Second, it should be noted that the present invention is not limited to a down-conversion process. Alternatively, the structure shown in FIGS. 3 and 5 may be used also for up-converting the operating frequency of the amplified signal 214 to an output signal 210 having a higher operating frequency. The present invention is especially helpful in triple conversion radio receivers, which utilize a first stage frequency converter for up-converting a radio signal to a predetermined intermediate frequency, and then utilizing a back-end two-stage frequency converter for down-converting the up-converted signal to an IF signal or baseband signal. Each of the stages may be designed with the architectures shown in FIGS. 3 and 5 as described above.
The receiver 200 just described provides the most improvement to low-cost wireless products such as selective call radios. FIG. 6 shows an electrical block diagram of a SCR (selective call radio) comprising the receiver 200 of FIG. 2 according to the present invention. Along with the receiver 200 just described, the SCR 122 further comprises a processor 308 coupled to the receiver 200 for processing demodulated signals generated thereby. A conventional power switch 306, coupled to the processor 308, is used to control the supply of power to the receiver 200 from a conventional battery source, thereby providing a battery saving function.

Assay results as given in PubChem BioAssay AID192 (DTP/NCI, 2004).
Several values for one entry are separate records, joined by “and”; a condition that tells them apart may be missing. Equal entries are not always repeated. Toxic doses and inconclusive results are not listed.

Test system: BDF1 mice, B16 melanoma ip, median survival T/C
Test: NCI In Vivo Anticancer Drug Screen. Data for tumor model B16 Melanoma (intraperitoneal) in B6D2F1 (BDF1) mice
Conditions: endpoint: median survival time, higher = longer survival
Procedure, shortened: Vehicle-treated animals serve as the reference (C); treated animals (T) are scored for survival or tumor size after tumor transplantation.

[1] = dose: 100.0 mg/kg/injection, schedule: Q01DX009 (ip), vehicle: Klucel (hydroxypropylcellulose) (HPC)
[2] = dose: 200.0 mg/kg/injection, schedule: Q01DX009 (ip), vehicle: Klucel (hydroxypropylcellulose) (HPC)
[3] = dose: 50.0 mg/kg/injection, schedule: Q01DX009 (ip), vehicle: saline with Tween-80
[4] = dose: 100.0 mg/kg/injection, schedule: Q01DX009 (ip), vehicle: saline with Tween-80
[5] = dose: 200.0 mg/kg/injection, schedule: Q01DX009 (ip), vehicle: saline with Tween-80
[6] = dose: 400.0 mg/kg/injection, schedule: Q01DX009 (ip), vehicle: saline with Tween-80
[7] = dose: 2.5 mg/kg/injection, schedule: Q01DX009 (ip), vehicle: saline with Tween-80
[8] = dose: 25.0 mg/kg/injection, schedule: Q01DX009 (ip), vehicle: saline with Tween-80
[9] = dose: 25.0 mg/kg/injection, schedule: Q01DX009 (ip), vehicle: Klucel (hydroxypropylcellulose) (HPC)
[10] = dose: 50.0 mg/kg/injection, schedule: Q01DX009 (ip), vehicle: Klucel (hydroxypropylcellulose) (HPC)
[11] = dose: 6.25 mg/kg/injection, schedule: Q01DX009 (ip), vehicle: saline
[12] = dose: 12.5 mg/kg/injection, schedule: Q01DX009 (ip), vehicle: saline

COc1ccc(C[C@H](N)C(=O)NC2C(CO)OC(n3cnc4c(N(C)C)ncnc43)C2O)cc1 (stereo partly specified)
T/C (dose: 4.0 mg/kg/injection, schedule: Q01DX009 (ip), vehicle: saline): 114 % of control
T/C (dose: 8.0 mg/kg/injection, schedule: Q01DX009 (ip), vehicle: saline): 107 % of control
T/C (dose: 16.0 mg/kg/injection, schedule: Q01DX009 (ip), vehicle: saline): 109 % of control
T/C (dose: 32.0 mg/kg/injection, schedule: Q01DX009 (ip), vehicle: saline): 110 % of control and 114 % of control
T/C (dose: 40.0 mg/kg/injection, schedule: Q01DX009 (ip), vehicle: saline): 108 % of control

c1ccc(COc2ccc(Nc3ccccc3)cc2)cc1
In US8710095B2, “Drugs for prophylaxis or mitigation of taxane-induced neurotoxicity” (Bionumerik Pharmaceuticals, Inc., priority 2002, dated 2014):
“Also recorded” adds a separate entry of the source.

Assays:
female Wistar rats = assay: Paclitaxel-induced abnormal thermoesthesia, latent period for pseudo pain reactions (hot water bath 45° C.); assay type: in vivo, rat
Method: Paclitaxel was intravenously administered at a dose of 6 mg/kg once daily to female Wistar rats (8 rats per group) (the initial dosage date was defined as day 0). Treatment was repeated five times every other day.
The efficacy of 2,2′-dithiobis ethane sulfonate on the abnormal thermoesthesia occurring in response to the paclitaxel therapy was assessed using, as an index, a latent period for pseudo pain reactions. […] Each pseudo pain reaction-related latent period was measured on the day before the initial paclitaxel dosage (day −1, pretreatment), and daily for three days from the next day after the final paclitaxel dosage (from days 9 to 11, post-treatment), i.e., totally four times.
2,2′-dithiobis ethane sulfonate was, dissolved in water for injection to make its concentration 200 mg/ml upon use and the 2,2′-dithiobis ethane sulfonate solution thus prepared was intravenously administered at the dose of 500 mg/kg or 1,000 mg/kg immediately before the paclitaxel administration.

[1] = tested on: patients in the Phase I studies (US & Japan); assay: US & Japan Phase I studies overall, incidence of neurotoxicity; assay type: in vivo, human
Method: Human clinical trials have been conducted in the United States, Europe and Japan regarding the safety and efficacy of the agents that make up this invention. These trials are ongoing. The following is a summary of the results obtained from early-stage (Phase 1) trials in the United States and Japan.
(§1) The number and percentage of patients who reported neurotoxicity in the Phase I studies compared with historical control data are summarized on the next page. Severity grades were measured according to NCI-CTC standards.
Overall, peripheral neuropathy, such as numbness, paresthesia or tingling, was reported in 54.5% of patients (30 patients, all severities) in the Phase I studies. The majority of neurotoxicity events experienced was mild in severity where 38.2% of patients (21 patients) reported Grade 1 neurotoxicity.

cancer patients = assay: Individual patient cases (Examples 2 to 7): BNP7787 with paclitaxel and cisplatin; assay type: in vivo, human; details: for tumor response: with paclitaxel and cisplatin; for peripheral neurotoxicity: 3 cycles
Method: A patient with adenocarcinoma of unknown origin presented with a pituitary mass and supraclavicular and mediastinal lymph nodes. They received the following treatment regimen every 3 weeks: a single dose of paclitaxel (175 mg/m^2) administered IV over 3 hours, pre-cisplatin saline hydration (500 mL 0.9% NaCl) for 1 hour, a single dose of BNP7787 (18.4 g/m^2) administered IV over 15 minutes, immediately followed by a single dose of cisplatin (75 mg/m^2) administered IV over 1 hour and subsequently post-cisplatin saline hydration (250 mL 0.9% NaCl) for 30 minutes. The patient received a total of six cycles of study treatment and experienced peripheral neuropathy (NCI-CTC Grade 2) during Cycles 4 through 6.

To perform the necessary functions of the SCR 122, the processor 308 includes a microprocessor 312, and a memory 310 that includes, for example, a random access memory (RAM), a read-only memory (ROM), and an electrically erasable programmable read-only memory (EEPROM). The processor 308 is programmed by way of the ROM to process incoming messages transmitted by, for example, a radio communication system (not shown). The processor 308 decodes an address in the demodulated data of the received message, compares the decoded address with one or more addresses assigned and stored in the EEPROM of the SCR 122, and when a match is detected, proceeds to process the remaining portion of the message.